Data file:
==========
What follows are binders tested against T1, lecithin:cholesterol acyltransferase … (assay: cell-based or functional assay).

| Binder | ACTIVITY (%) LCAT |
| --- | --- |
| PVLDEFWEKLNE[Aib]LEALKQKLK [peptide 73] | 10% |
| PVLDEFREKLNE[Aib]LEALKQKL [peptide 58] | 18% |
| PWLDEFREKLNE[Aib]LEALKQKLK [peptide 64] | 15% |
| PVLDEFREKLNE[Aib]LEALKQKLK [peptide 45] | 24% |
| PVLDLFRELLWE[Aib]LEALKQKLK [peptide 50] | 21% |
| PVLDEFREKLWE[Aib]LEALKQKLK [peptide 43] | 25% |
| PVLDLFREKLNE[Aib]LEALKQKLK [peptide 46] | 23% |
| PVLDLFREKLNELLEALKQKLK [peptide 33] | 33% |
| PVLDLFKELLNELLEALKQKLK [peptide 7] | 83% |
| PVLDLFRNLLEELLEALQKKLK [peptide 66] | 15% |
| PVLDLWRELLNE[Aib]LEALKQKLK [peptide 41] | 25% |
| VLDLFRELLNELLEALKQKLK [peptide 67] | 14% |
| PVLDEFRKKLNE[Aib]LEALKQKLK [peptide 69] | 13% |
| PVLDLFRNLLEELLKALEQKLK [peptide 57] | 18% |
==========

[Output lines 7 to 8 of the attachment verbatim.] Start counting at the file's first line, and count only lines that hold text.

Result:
| PVLDEFREKLNE[Aib]LEALKQKLK [peptide 45] | 24% |
| PVLDLFRELLWE[Aib]LEALKQKLK [peptide 50] | 21% |